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On the economic impacts of medical treatments: work productivity and functioning

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  • Ernst R.Berndt

Abstract

In this essay I provide a wide-ranging overview of recent research linking medical treatments to productivity and ability to function. The studies that examine how do illness and medical treatments affect absenteeism, at-work productivity (“presenteeism”) and ability to function vary in the type of data employed, and in particular, on whether ability to function is measured subjectively (by “asking”) or objectively (by “counting”).

Suggested Citation

  • Ernst R.Berndt, 2000. "On the economic impacts of medical treatments: work productivity and functioning," Estudios de Economia, University of Chile, Department of Economics, vol. 27(2 Year 20), pages 181-198, December.
  • Handle: RePEc:udc:esteco:v:27:y:2000:i:2:p:181-198
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    File URL: http://www.econ.uchile.cl/uploads/publicacion/67545fe4-4542-4ffc-8650-792a075b6cb6.pdf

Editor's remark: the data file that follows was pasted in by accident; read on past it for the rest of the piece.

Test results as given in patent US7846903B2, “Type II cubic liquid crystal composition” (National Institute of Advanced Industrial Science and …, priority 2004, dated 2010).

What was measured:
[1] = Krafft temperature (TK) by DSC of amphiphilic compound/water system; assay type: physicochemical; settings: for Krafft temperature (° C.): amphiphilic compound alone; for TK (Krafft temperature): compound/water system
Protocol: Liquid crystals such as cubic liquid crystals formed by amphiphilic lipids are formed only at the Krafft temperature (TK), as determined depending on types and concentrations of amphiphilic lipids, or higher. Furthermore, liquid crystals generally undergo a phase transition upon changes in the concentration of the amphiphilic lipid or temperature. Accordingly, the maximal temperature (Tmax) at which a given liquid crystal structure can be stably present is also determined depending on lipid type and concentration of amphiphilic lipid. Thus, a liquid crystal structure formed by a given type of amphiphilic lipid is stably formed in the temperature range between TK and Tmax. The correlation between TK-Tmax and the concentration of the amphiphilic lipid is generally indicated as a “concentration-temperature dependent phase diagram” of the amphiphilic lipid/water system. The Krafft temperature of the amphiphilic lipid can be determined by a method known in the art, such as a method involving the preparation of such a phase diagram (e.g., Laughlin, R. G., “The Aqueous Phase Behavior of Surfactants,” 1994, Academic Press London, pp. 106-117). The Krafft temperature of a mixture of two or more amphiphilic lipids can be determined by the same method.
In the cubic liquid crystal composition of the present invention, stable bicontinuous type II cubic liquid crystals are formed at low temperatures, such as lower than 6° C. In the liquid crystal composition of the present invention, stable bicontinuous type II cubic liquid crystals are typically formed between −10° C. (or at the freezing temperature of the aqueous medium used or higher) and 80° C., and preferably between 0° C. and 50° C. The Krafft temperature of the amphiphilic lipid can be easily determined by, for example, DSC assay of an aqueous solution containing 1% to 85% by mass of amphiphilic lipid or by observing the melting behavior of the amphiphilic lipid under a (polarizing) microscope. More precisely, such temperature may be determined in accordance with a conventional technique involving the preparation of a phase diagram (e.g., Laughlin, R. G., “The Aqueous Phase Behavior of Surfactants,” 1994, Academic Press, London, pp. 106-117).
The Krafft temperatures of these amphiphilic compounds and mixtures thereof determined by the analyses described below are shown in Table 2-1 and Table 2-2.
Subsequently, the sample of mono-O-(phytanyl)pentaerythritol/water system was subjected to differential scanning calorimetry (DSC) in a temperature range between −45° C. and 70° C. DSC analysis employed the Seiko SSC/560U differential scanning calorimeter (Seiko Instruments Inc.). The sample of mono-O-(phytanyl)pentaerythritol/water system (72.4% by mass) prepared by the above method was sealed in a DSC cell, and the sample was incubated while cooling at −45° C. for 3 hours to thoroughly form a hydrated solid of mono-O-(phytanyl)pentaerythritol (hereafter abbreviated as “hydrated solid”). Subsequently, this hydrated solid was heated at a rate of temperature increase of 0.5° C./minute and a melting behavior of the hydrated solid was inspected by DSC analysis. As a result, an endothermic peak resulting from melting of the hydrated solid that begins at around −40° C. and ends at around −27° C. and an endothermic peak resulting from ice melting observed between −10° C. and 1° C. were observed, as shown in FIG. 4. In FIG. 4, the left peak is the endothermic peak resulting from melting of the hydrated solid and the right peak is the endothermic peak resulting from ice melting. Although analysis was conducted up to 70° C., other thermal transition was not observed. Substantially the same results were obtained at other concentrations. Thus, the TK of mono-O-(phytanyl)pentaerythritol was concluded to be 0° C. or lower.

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    References listed on IDEAS

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    1. Berndt, Ernst R. & Finkelstein, Stan N. & Greenberg, Paul E. & Howland, Robert H. & Keith, Alison & Rush, A. John & Russell, James & Keller, Martin B., 1998. "Workplace performance effects from chronic depression and its treatment," Journal of Health Economics, Elsevier, vol. 17(5), pages 511-535, October.
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    Cited by:

    1. Kelly DeRango & Ben Amick, III & Michelle Robertson & Ted Rooney & Anne Moore & Lianna Bazzani, 2003. "The Productivity Consequences of Two Ergonomic Interventions," Upjohn Working Papers and Journal Articles 03-95, W.E. Upjohn Institute for Employment Research.

    More about this item

    Keywords

    Medical treatments; work productivity.;

    JEL classification:

    • I10 - Health, Education, and Welfare - - Health - - - General
    • J24 - Labor and Demographic Economics - - Demand and Supply of Labor - - - Human Capital; Skills; Occupational Choice; Labor Productivity

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